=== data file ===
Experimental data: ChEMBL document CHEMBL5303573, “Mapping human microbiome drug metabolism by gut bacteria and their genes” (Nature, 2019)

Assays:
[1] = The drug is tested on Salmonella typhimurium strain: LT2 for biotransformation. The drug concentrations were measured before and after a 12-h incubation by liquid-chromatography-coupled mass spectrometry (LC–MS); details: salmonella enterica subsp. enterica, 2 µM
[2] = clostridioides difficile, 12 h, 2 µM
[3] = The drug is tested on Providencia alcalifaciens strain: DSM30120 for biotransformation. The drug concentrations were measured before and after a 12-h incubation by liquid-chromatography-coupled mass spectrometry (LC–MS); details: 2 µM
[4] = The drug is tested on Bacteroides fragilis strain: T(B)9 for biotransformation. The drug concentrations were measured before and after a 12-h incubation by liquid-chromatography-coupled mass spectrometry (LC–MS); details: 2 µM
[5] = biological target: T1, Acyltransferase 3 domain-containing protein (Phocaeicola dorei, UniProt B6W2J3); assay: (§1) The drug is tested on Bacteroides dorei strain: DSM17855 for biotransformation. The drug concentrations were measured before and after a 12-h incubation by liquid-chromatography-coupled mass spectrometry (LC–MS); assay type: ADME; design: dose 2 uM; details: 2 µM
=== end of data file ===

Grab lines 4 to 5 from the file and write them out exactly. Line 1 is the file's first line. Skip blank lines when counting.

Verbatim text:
[2] = clostridioides difficile, 12 h, 2 µM
[3] = The drug is tested on Providencia alcalifaciens strain: DSM30120 for biotransformation. The drug concentrations were measured before and after a 12-h incubation by liquid-chromatography-coupled mass spectrometry (LC–MS); details: 2 µM